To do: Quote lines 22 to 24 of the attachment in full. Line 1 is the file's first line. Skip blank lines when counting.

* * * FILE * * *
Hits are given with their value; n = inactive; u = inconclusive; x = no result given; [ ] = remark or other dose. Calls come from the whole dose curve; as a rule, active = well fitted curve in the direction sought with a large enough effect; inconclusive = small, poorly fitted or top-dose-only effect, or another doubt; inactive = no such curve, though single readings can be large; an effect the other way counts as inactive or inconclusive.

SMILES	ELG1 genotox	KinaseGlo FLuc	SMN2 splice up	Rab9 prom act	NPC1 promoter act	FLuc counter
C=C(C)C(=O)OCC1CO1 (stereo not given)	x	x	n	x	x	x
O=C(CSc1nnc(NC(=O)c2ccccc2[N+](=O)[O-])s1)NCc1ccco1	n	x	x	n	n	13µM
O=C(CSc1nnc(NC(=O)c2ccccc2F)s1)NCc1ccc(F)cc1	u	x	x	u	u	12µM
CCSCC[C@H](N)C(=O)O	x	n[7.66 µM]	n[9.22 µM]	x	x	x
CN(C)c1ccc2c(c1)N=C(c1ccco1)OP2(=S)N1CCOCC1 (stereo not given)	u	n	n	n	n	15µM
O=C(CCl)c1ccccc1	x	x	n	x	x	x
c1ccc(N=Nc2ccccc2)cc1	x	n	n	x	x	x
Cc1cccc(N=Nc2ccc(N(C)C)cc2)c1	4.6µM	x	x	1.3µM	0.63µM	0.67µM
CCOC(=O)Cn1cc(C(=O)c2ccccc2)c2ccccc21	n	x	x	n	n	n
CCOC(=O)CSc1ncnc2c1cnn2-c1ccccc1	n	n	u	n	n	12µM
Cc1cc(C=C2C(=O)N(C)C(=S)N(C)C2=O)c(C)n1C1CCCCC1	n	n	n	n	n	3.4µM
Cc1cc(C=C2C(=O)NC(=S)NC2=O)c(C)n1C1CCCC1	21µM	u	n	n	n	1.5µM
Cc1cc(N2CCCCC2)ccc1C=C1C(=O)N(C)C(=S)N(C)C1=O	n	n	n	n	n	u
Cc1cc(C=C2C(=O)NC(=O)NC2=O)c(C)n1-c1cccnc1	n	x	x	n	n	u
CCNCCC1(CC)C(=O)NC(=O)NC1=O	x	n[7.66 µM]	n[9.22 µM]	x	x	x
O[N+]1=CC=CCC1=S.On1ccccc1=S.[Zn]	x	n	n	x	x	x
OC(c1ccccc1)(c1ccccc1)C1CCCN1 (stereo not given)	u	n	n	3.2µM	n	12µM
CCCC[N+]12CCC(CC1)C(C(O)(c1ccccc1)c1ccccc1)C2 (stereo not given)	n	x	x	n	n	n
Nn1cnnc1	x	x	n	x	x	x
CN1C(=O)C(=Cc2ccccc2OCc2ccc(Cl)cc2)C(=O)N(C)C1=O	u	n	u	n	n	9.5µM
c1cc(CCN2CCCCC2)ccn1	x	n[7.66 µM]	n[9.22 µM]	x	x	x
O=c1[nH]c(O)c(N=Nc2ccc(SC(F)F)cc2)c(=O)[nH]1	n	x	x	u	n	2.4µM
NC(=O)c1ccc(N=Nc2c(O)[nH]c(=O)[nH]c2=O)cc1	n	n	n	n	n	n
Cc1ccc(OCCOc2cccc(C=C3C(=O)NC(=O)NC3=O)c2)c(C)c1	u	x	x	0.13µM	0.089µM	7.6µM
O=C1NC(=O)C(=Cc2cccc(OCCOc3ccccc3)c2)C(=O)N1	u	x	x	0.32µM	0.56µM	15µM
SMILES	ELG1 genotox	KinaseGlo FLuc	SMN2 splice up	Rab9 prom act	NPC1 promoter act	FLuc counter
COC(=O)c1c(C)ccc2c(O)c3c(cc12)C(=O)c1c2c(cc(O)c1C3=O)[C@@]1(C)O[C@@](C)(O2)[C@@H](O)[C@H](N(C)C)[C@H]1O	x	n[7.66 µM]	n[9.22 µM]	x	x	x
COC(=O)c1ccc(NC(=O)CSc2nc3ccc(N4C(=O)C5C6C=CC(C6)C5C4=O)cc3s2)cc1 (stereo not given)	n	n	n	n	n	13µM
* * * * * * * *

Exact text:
CN1C(=O)C(=Cc2ccccc2OCc2ccc(Cl)cc2)C(=O)N(C)C1=O	u	n	u	n	n	9.5µM
c1cc(CCN2CCCCC2)ccn1	x	n[7.66 µM]	n[9.22 µM]	x	x	x
O=c1[nH]c(O)c(N=Nc2ccc(SC(F)F)cc2)c(=O)[nH]1	n	x	x	u	n	2.4µM